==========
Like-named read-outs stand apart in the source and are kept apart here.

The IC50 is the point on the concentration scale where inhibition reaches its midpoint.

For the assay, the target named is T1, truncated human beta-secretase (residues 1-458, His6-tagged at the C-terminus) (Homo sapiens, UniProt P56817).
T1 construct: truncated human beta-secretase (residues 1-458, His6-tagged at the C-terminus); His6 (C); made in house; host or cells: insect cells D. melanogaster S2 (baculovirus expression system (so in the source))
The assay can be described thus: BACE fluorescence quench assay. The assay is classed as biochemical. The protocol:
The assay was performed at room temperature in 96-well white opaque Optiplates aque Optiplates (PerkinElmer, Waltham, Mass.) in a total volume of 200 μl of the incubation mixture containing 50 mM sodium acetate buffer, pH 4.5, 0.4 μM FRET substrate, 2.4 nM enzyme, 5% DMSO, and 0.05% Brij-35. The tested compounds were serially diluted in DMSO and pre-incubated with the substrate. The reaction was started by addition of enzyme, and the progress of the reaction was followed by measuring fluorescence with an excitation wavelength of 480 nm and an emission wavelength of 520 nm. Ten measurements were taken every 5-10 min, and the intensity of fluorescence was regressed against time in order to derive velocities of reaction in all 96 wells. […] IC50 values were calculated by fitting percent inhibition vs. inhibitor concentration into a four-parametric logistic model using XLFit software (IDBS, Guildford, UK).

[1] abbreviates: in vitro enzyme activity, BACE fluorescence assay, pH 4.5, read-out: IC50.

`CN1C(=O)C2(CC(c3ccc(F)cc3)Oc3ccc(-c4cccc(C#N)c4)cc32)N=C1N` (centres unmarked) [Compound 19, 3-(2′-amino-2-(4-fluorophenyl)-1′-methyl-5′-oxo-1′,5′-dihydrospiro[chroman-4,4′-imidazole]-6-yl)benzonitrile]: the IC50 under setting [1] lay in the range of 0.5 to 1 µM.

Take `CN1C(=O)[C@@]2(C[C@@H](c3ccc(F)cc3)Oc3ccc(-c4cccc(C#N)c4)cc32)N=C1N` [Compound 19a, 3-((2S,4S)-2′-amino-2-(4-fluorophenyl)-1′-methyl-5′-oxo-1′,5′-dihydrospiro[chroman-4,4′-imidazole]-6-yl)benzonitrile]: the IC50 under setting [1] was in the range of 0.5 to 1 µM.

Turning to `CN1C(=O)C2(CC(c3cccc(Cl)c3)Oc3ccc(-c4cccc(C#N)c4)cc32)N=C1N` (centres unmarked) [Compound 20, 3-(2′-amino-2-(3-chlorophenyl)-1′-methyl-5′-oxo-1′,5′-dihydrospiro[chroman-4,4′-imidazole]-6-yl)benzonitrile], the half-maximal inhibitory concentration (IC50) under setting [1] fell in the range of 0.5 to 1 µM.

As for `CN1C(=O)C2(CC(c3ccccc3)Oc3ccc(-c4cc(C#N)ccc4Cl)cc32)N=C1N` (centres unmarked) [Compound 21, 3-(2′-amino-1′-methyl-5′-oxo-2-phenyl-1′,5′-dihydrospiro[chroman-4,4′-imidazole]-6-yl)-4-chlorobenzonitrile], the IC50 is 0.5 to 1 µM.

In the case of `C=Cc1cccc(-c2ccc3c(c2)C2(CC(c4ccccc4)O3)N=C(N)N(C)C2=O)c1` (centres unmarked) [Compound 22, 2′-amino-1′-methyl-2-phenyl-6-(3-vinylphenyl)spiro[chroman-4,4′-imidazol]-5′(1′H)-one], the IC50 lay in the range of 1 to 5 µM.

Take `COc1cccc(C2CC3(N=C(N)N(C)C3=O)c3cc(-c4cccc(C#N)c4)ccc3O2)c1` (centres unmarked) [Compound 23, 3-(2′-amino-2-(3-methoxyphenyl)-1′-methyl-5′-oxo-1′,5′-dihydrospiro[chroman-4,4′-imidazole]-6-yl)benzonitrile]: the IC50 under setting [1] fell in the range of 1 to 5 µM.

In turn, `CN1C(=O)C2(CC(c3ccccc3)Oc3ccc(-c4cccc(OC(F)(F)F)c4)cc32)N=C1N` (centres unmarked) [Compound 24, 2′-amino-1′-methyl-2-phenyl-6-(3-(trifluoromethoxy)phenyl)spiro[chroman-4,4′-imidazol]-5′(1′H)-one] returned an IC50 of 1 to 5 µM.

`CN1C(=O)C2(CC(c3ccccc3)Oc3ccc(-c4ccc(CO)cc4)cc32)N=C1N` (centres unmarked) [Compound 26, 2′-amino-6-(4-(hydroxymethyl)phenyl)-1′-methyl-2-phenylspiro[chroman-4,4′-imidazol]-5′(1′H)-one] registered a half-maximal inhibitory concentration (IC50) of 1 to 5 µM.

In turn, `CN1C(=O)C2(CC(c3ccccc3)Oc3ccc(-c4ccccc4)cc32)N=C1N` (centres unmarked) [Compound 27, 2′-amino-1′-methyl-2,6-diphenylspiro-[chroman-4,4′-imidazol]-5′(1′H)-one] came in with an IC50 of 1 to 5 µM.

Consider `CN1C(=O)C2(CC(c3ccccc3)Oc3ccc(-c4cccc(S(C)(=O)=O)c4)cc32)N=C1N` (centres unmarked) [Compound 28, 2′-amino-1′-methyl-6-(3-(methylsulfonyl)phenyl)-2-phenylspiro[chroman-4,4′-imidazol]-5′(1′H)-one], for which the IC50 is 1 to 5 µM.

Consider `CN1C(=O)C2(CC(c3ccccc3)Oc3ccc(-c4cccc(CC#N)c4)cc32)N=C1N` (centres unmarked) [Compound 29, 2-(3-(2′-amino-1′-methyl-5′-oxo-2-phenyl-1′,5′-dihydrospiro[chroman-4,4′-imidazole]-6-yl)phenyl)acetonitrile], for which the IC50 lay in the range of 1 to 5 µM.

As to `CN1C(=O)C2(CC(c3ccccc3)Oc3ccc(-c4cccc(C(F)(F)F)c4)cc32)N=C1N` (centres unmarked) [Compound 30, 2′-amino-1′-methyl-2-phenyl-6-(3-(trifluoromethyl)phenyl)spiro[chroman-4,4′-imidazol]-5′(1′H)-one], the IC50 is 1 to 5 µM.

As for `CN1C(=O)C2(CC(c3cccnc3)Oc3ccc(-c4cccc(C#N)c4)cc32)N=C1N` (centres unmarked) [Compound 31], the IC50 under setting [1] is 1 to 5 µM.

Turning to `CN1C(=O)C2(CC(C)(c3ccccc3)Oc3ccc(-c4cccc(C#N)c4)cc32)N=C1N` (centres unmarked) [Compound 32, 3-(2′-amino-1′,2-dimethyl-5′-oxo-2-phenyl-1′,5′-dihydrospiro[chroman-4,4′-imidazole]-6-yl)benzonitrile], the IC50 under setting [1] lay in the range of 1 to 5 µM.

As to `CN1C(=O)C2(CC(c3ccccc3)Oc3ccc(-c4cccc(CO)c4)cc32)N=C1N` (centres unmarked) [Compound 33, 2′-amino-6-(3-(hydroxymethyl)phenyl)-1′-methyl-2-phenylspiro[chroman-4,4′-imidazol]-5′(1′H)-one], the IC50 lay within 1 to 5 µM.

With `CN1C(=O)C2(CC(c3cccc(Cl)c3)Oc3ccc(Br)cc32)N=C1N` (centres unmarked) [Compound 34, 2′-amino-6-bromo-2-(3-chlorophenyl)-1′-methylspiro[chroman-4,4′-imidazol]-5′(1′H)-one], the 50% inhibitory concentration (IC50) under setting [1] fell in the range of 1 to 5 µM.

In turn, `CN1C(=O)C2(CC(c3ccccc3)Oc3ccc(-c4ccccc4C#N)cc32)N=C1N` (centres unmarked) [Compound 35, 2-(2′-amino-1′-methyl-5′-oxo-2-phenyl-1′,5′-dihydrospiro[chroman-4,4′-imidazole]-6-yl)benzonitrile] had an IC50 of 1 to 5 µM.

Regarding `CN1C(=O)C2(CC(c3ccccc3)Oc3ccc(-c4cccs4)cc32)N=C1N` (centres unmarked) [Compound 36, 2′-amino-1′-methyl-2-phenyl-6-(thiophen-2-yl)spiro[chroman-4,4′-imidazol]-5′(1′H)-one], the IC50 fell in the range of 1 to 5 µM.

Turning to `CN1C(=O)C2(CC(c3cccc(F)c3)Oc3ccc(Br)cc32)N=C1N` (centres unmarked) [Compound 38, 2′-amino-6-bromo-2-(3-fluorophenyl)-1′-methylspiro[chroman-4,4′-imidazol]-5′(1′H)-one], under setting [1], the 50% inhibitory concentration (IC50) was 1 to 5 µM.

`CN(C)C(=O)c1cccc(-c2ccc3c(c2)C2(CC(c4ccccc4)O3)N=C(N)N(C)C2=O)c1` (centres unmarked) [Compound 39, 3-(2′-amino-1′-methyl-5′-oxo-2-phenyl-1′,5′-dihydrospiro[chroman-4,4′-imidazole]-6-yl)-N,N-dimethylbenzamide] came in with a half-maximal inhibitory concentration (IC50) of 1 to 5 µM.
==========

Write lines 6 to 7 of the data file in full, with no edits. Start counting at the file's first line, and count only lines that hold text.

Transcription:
The assay was performed at room temperature in 96-well white opaque Optiplates aque Optiplates (PerkinElmer, Waltham, Mass.) in a total volume of 200 μl of the incubation mixture containing 50 mM sodium acetate buffer, pH 4.5, 0.4 μM FRET substrate, 2.4 nM enzyme, 5% DMSO, and 0.05% Brij-35. The tested compounds were serially diluted in DMSO and pre-incubated with the substrate. The reaction was started by addition of enzyme, and the progress of the reaction was followed by measuring fluorescence with an excitation wavelength of 480 nm and an emission wavelength of 520 nm. Ten measurements were taken every 5-10 min, and the intensity of fluorescence was regressed against time in order to derive velocities of reaction in all 96 wells. […] IC50 values were calculated by fitting percent inhibition vs. inhibitor concentration into a four-parametric logistic model using XLFit software (IDBS, Guildford, UK).

[1] abbreviates: in vitro enzyme activity, BACE fluorescence assay, pH 4.5, read-out: IC50.